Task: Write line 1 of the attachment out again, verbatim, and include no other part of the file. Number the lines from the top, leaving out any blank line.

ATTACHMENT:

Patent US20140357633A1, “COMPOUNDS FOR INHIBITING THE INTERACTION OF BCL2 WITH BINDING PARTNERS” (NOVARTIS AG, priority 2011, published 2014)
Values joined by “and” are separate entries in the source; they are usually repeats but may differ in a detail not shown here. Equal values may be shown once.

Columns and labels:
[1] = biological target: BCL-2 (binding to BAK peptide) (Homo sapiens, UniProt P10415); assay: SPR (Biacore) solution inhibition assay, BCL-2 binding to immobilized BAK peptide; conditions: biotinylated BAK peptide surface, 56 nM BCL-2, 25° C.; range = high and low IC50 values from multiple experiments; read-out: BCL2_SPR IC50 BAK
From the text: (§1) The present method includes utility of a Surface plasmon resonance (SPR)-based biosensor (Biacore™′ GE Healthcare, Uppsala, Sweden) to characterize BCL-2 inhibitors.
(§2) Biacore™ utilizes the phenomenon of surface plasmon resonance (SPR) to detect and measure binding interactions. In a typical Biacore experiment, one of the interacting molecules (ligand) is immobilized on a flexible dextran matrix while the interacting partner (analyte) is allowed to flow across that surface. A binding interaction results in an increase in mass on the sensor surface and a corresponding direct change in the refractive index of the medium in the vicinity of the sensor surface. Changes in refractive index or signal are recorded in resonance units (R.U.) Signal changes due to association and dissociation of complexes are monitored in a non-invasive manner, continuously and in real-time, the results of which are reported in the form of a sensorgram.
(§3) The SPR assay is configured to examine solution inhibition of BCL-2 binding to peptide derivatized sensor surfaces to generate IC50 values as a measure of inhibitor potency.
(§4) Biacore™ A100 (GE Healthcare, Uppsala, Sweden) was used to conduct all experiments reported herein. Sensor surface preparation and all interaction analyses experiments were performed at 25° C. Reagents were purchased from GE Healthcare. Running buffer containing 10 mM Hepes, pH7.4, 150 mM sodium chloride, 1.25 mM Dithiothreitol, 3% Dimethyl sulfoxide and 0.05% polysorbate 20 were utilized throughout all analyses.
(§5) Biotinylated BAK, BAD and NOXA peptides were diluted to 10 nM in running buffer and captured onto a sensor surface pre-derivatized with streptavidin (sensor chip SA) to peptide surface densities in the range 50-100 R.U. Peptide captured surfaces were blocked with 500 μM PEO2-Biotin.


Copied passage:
Patent US20140357633A1, “COMPOUNDS FOR INHIBITING THE INTERACTION OF BCL2 WITH BINDING PARTNERS” (NOVARTIS AG, priority 2011, published 2014)